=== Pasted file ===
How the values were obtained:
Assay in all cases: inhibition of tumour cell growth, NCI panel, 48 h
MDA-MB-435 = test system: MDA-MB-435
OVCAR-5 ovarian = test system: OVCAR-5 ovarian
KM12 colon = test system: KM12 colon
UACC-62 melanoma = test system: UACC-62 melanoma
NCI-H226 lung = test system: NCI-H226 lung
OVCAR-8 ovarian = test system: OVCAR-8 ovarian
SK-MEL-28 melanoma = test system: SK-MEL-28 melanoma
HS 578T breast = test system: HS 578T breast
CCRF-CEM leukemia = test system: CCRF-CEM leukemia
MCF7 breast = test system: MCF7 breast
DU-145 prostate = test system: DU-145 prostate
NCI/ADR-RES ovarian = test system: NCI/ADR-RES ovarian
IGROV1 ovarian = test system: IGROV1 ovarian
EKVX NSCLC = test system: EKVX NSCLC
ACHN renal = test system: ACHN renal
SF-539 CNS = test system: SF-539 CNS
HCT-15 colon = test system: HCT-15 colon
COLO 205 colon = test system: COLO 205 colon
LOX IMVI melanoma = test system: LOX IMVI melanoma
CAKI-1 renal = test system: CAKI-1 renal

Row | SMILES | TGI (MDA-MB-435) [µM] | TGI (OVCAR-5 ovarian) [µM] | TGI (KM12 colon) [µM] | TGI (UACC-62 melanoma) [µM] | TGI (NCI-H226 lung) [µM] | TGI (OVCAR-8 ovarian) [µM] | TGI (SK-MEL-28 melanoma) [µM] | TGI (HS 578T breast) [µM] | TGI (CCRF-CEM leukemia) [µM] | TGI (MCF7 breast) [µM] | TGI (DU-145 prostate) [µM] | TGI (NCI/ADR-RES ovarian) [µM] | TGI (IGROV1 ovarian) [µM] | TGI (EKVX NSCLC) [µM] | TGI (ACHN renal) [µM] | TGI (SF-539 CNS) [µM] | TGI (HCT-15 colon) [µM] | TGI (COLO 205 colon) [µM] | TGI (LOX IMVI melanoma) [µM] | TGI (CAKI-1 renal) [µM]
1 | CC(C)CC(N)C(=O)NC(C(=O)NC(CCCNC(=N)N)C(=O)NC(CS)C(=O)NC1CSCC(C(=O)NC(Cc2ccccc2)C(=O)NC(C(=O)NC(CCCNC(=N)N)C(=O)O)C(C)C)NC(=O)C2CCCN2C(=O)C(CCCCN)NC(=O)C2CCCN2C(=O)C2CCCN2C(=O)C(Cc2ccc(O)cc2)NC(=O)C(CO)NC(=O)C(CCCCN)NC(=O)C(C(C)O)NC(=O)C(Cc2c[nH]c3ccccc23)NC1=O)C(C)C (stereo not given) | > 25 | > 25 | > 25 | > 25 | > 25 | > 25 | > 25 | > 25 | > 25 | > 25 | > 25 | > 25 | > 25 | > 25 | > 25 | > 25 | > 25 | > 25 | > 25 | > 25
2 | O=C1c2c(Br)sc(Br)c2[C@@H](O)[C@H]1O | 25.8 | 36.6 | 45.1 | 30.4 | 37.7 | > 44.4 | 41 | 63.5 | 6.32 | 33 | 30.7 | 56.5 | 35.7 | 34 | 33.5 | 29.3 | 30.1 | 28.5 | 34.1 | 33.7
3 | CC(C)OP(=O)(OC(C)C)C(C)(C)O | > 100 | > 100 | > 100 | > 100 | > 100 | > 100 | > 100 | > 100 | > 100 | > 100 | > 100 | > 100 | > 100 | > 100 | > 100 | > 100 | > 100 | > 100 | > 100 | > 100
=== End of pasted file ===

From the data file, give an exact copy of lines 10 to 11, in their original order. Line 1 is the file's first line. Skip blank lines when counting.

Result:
HS 578T breast = test system: HS 578T breast
CCRF-CEM leukemia = test system: CCRF-CEM leukemia